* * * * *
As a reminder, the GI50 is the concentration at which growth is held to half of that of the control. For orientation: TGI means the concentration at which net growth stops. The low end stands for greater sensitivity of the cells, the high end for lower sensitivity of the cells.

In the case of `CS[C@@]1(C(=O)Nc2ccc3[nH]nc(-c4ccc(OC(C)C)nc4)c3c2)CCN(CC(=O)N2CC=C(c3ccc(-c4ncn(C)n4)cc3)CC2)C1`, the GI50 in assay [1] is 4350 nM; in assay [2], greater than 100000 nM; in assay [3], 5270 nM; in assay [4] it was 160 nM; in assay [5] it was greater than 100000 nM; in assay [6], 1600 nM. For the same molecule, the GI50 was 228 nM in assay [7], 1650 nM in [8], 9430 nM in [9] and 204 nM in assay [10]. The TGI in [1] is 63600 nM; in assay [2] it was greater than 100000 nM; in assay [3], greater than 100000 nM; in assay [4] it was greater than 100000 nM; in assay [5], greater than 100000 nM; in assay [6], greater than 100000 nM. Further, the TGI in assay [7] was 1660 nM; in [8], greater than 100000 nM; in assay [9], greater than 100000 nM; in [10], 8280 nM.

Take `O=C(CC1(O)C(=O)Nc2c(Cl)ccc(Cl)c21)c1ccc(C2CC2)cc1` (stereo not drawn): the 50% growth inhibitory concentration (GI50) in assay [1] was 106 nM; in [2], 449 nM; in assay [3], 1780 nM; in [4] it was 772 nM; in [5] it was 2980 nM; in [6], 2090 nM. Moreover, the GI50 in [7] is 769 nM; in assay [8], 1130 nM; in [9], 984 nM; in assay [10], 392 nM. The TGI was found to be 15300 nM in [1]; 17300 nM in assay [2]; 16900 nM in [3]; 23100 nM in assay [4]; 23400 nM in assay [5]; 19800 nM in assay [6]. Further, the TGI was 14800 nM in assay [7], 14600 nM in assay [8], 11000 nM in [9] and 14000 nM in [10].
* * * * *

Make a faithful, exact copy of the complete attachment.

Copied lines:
As a reminder, the GI50 is the concentration at which growth is held to half of that of the control. For orientation: TGI means the concentration at which net growth stops. The low end stands for greater sensitivity of the cells, the high end for lower sensitivity of the cells.

In the case of `CS[C@@]1(C(=O)Nc2ccc3[nH]nc(-c4ccc(OC(C)C)nc4)c3c2)CCN(CC(=O)N2CC=C(c3ccc(-c4ncn(C)n4)cc3)CC2)C1`, the GI50 in assay [1] is 4350 nM; in assay [2], greater than 100000 nM; in assay [3], 5270 nM; in assay [4] it was 160 nM; in assay [5] it was greater than 100000 nM; in assay [6], 1600 nM. For the same molecule, the GI50 was 228 nM in assay [7], 1650 nM in [8], 9430 nM in [9] and 204 nM in assay [10]. The TGI in [1] is 63600 nM; in assay [2] it was greater than 100000 nM; in assay [3], greater than 100000 nM; in assay [4] it was greater than 100000 nM; in assay [5], greater than 100000 nM; in assay [6], greater than 100000 nM. Further, the TGI in assay [7] was 1660 nM; in [8], greater than 100000 nM; in assay [9], greater than 100000 nM; in [10], 8280 nM.

Take `O=C(CC1(O)C(=O)Nc2c(Cl)ccc(Cl)c21)c1ccc(C2CC2)cc1` (stereo not drawn): the 50% growth inhibitory concentration (GI50) in assay [1] was 106 nM; in [2], 449 nM; in assay [3], 1780 nM; in [4] it was 772 nM; in [5] it was 2980 nM; in [6], 2090 nM. Moreover, the GI50 in [7] is 769 nM; in assay [8], 1130 nM; in [9], 984 nM; in assay [10], 392 nM. The TGI was found to be 15300 nM in [1]; 17300 nM in assay [2]; 16900 nM in [3]; 23100 nM in assay [4]; 23400 nM in assay [5]; 19800 nM in assay [6]. Further, the TGI was 14800 nM in assay [7], 14600 nM in assay [8], 11000 nM in [9] and 14000 nM in [10].